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Punt out penny share banks

Seven Investment Management marketing director Justin Urquhart Stewart believes a number of banks should have had their share price suspended during the economic crisis.

Speaking at the Money Marketing RDR & Economic Update debate at Grocers’ Hall in London last week, Urquhart Stewart said some banks should have had their businesses re-evaluated and been brought back in a smaller, more efficient state.

He said: “The businesses are all based around the three P’s – their shares are only useful for punts, their shares themselves are pence and their businesses are pants. What we need to do now is to take them out, as we did with Northern Rock. We saw Lloyds move 20 per cent in one day recently – a total of 8p – which is ridiculous behaviour. In any stockmarket, these are not fit for trading and you should suspend those shares, as should have happened to HBOS last year, and you then restructure them, as with Lloyd’s of London 15 years ago, and you focus on the good assets and you run off those bad assets later. You have seen that with Northern Rock in the last year, with a good, if not brutal, job being undertaken.”

Urquhart Stewart said that there has been too great an emphasis on the potential dangers of toxic assets rather than the quality assets within the business.

He said: “Those toxic assets do not help anyone at all, they need to be forgotten. With a focus on the quality assets, you will end up with a smaller, quality business.”

Urquhart Stewart said the problem facing the economy once all others are stripped away is a need to get money flowing.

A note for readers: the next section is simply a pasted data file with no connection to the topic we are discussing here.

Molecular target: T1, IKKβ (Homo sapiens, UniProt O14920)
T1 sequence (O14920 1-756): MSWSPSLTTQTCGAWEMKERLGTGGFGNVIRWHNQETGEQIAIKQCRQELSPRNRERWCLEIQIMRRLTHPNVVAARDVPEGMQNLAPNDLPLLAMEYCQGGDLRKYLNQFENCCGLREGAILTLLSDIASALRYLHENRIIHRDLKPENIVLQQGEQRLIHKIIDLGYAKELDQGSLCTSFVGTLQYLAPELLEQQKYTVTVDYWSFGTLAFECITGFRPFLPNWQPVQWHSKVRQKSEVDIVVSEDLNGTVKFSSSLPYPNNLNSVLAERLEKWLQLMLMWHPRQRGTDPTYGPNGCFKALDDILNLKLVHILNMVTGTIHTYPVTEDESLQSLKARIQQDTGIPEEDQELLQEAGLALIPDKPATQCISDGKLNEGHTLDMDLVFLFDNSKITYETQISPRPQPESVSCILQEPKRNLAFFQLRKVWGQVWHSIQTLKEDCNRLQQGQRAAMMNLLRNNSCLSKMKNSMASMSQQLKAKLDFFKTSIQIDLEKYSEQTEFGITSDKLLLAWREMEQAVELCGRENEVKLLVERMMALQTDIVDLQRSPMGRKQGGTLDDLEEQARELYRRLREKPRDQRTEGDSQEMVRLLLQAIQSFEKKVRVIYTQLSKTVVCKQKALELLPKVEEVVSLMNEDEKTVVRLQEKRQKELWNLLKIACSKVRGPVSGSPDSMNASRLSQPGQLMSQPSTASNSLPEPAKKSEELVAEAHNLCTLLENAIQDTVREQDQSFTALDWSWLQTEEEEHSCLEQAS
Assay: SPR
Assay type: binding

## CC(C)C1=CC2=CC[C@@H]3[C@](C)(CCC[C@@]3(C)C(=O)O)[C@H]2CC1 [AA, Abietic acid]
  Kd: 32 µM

“The money system is not working and the problem I have with the banking and Government initiatives is that they are filling up the water tank and although the tap is on, only drips are coming out of there. What we need is a financial Polish plumber,” he said.


Too little, too late

Who would have thought anybody could describe a £75bn cash injection “a leap in the dark”, as it was described by Conservative Shadow Chancellor George Osborne or unfortunately as it will also be described, too little too late.

Risk perception needs to change

The fundamentals of asset allocation in relation to risk as a result of the credit crunch were debated by panellists at last week’s Money Marketing RDR & Economic Update.

Fail safe?

The appetite for corporate bonds shows little sign of abating. Advisers accounted for four out of five bond funds sold in January which amounted to £1.4bn and 25 per cent of all fund sales.


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